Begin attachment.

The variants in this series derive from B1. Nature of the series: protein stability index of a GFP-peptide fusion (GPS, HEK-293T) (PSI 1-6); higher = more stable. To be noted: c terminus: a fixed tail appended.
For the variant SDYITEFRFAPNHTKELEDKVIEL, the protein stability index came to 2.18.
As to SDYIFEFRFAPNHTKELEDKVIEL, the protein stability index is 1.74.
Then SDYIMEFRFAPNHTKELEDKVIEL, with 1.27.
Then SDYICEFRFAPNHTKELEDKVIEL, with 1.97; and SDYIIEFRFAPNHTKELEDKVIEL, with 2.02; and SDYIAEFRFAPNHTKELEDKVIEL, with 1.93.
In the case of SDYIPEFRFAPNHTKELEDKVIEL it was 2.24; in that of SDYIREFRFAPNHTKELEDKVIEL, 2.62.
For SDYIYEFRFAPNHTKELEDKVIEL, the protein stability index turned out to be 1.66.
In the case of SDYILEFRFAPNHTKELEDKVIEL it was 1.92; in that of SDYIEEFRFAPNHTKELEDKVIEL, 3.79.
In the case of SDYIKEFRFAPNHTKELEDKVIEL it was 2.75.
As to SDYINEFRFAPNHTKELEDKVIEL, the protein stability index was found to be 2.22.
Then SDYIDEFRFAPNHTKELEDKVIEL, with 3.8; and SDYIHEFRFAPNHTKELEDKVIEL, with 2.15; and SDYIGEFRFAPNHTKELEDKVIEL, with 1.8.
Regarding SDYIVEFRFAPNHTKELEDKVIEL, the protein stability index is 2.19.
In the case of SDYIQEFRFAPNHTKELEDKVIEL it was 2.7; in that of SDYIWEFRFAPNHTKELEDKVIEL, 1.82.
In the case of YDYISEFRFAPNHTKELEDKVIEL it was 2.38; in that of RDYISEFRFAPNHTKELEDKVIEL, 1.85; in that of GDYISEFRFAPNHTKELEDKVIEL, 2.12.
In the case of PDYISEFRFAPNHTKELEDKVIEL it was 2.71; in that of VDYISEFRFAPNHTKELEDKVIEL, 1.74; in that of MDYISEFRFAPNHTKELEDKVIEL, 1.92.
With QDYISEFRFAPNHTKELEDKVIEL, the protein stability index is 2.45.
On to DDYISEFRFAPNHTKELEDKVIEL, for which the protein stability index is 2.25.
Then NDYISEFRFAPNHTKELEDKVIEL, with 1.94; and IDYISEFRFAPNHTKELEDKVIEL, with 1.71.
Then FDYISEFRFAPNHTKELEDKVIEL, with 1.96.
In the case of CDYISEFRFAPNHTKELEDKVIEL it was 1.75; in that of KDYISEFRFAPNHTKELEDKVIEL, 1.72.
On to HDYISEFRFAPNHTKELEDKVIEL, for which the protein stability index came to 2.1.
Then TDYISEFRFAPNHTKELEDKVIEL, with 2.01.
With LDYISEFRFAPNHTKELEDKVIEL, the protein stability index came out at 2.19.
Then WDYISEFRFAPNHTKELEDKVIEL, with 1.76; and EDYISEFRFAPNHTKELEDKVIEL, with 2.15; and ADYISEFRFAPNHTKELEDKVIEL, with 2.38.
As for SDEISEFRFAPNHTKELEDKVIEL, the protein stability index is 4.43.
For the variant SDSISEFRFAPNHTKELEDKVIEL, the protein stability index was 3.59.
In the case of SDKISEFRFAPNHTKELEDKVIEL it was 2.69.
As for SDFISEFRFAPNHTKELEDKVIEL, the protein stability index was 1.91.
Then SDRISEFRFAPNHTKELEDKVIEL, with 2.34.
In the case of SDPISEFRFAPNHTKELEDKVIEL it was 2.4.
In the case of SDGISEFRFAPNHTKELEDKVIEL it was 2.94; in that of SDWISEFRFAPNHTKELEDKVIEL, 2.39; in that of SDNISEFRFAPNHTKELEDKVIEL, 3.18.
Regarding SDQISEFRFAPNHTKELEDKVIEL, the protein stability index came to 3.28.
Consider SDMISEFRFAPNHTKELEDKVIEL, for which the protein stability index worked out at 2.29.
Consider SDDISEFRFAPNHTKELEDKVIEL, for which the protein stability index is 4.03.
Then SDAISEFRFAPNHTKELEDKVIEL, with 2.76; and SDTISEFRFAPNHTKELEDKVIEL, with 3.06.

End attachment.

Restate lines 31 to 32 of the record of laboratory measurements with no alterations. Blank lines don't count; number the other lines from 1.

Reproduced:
In the case of SDGISEFRFAPNHTKELEDKVIEL it was 2.94; in that of SDWISEFRFAPNHTKELEDKVIEL, 2.39; in that of SDNISEFRFAPNHTKELEDKVIEL, 3.18.
Regarding SDQISEFRFAPNHTKELEDKVIEL, the protein stability index came to 3.28.